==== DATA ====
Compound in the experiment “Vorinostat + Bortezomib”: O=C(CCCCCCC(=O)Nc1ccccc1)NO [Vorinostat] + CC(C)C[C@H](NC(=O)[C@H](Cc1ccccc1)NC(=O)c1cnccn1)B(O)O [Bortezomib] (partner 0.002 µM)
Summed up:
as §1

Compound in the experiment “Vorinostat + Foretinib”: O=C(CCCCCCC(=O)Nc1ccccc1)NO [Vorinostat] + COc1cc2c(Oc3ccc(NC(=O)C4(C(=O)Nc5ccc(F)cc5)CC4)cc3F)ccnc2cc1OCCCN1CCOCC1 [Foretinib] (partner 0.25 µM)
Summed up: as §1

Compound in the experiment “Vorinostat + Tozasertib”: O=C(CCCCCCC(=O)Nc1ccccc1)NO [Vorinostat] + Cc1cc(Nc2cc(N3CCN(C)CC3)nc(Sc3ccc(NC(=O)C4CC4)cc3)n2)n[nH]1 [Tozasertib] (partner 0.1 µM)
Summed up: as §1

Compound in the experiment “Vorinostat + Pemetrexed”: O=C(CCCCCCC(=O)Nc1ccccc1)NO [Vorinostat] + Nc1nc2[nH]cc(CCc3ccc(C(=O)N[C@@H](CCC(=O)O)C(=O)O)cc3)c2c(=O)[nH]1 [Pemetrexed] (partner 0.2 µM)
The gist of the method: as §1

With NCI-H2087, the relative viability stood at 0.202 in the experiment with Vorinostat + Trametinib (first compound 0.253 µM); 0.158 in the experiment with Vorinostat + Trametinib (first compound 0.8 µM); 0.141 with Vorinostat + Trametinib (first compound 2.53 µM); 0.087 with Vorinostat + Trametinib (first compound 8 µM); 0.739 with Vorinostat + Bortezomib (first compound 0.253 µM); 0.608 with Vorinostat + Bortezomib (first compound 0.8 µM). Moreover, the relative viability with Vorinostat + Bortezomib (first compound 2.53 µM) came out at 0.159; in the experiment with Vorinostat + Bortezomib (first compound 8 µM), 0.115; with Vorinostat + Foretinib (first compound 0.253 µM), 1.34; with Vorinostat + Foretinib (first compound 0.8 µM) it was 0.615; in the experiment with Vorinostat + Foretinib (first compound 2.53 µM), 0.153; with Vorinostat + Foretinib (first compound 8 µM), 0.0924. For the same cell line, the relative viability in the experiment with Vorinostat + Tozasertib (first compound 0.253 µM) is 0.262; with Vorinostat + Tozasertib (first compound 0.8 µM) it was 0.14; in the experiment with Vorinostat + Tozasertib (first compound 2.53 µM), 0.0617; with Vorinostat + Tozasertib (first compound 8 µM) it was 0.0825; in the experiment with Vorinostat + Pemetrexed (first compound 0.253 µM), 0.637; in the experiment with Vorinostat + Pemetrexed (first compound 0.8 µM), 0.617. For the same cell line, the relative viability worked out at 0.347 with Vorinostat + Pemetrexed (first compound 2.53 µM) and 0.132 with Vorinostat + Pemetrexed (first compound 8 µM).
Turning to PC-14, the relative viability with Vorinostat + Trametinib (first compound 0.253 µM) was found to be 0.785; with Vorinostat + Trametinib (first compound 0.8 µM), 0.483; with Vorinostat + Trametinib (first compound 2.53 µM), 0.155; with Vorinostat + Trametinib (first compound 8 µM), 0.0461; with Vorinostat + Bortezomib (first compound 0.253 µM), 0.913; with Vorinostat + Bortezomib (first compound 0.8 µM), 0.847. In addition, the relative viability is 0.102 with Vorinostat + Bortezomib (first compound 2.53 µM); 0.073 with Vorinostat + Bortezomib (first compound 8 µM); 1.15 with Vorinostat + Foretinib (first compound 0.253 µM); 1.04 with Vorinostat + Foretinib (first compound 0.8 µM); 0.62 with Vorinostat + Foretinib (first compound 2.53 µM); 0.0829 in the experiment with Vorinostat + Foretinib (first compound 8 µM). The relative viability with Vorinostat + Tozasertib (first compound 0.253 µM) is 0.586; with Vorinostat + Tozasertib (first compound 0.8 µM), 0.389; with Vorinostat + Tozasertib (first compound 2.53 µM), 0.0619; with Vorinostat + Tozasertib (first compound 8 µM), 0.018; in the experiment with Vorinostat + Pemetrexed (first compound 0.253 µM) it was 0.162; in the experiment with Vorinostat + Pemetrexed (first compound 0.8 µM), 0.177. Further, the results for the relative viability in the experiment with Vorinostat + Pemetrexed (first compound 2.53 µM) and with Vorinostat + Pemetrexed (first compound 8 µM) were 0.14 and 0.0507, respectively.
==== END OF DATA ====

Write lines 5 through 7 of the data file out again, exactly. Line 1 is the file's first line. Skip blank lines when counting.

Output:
Summed up: as §1

Compound in the experiment “Vorinostat + Tozasertib”: O=C(CCCCCCC(=O)Nc1ccccc1)NO [Vorinostat] + Cc1cc(Nc2cc(N3CCN(C)CC3)nc(Sc3ccc(NC(=O)C4CC4)cc3)n2)n[nH]1 [Tozasertib] (partner 0.1 µM)
Summed up: as §1